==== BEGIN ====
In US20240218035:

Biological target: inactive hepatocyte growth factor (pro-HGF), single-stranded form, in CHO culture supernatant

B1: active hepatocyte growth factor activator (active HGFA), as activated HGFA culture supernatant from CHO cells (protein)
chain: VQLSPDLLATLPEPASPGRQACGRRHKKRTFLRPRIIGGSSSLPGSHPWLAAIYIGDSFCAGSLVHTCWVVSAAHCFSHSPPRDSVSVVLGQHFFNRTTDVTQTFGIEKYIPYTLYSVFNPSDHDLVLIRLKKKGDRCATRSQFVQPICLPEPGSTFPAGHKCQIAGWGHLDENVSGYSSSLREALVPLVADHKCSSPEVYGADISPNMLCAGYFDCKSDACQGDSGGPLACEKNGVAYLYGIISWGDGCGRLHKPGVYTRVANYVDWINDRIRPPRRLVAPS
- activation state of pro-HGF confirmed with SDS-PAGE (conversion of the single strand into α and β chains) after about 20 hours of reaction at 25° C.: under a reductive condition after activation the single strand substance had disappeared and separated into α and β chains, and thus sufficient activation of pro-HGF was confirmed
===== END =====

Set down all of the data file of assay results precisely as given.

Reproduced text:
In US20240218035:

Biological target: inactive hepatocyte growth factor (pro-HGF), single-stranded form, in CHO culture supernatant

B1: active hepatocyte growth factor activator (active HGFA), as activated HGFA culture supernatant from CHO cells (protein)
chain: VQLSPDLLATLPEPASPGRQACGRRHKKRTFLRPRIIGGSSSLPGSHPWLAAIYIGDSFCAGSLVHTCWVVSAAHCFSHSPPRDSVSVVLGQHFFNRTTDVTQTFGIEKYIPYTLYSVFNPSDHDLVLIRLKKKGDRCATRSQFVQPICLPEPGSTFPAGHKCQIAGWGHLDENVSGYSSSLREALVPLVADHKCSSPEVYGADISPNMLCAGYFDCKSDACQGDSGGPLACEKNGVAYLYGIISWGDGCGRLHKPGVYTRVANYVDWINDRIRPPRRLVAPS
- activation state of pro-HGF confirmed with SDS-PAGE (conversion of the single strand into α and β chains) after about 20 hours of reaction at 25° C.: under a reductive condition after activation the single strand substance had disappeared and separated into α and β chains, and thus sufficient activation of pro-HGF was confirmed